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How many of us really know what we are expected to do in our job? If you think you do know, take a moment to describe your role and responsibilities standing in front of a mirror. Now put yourself on the other side of the table and describe how you will evaluate yourself. Whether you do evaluations today or not, you better do this exercise as you will have to do it someday in your career.
Job Descriptions (JDs, as they are known in Human Resources parlance) are most often written by the recruitment personnel or hiring managers and in many companies they are "templatized" too (yes, sadly they are!!!). Using Responsibilities from poorly written JDs for performance evaluation is another mistake many make.
Given the background, here are 5 tips to set you on the right track as far as Performance Appraisals (and beyond) go -
Focus On Your Communication Skills
Being able to articulate your thoughts, communicate them to the other person is the most fundamental skill that one should possess. In a world that's getting far more competitive, companies (and individuals) give greater importance to technical skills that communication skills take a back seat. Job Descriptions should give serious importance to communications skills.
Not being able to adequately articulate your accomplishments is a failure in itself. Not being able to understand and comprehend a well articulated achievement is a shortcoming for managers too. In my experience I've seen both these cases, in big and small companies, contributing to a bad performance appraisal. More about communication skills in a separate article later.
Set The Right Goals
Goal-setting is an exercise that is very important to achieve anything significant. And, this exercise heeds good results when done together with the team or individual. In many cases today, the managers set the goals to which the reporting employee signs-up for. While this is OK, it's important for the reporting employee to contribute and give feedback to the goals set by the manager.
Goals need to be measurable and unambiguous, and ensuring this is the responsibility of both the manager and the person who signs-up to it. Getting this right may take a few iterations, and I suggest you start with the exercise well before the day when these goals are put into effect.
Conduct Self Evaluation and Peer Evaluation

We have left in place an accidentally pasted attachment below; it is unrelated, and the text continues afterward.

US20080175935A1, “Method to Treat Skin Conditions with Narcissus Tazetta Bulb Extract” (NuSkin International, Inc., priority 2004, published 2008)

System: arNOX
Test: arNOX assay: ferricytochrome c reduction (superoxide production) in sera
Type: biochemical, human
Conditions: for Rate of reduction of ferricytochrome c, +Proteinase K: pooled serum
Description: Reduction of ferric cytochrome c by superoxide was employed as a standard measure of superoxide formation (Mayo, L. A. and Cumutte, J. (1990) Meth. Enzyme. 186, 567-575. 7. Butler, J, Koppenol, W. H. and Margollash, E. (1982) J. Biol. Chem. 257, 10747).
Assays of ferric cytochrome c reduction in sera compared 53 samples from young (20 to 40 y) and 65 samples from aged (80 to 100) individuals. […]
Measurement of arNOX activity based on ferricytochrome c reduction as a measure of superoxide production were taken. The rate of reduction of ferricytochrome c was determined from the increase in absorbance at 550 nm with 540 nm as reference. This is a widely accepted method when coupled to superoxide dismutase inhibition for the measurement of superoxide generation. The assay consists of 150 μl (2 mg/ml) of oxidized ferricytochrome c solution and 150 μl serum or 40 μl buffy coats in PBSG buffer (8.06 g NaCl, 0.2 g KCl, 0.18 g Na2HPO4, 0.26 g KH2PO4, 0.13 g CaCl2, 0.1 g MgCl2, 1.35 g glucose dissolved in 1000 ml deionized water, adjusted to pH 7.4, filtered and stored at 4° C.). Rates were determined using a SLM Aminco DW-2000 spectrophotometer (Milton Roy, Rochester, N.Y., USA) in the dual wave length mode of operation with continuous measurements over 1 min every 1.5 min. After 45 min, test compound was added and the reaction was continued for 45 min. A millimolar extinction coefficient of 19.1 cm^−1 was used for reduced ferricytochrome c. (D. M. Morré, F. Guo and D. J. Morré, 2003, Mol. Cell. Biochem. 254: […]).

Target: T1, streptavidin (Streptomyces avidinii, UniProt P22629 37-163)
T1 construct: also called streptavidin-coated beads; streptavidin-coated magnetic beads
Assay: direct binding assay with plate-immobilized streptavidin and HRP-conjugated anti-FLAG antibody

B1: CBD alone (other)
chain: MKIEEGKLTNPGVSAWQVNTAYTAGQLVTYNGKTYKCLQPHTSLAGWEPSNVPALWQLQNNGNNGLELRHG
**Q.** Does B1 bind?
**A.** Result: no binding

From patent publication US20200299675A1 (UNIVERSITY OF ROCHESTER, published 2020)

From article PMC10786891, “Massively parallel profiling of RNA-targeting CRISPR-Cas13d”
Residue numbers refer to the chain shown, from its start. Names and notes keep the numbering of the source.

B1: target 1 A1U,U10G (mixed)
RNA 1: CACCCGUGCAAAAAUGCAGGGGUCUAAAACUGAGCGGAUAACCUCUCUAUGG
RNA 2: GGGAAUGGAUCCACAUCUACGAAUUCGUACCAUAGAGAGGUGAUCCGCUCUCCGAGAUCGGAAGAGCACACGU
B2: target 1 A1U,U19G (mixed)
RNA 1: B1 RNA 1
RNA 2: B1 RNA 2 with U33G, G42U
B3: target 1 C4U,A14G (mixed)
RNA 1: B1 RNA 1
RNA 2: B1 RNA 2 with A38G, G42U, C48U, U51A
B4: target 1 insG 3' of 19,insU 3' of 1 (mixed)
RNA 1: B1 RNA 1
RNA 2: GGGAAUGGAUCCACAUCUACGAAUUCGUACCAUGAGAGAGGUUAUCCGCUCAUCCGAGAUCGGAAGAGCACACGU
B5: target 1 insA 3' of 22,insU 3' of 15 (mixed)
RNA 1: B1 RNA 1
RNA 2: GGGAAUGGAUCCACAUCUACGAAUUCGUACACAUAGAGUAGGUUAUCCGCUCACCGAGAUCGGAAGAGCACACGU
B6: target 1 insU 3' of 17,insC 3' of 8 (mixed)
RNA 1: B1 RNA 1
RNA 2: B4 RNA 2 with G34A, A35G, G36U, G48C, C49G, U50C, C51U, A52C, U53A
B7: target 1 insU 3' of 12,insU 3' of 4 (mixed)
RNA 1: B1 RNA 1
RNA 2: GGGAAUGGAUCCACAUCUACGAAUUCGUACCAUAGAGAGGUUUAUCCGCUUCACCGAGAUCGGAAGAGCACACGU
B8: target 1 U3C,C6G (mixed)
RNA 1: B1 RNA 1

Peer Evaluation? It may sound ridiculous at first, but think again. Apart from evaluating yourself as I described in the beginning of this article, getting yourself evaluated by your peer before your manager evaluates you is a good practice.
If you have 4 other people in your team, get all of them evaluate you. Do it the same way you would do it with your manager - articulate your achievements, get team members' evaluation and feedback. Doing this gives you a chance to fine-tune your articulation and also helps you understand areas of improvement that you should consider working on.
Dedicate Time For Introspection and Learning
This can well turn out to be the most effective way to get better. Spend time with yourself - to reflect on yourself and understand yourself better. This gives you a chance to identify your strengths and weaknesses. Building on your strengths is wiser than brooding over your weaknesses. Spend some quality time talking to people and reading books that motivate you.
Find A Mentor
Get to realize one thing - performance appraisals are not just about money! However much you tend to think of the raise you get, it's far more important to look at the learnings you get from doing this exercise. Finding someone who can help you focus on your strengths and improve in weaker areas is one of the best ways to get started.
Every successful person has, knowingly or unknowingly, a great mentor's support. You can find a mentor in your team, your company or someone you know and respect. And, never hesitate to offer mentoring support to someone who asks you for one!
Hope you found this useful. Stay Tuned and Stay Inspired!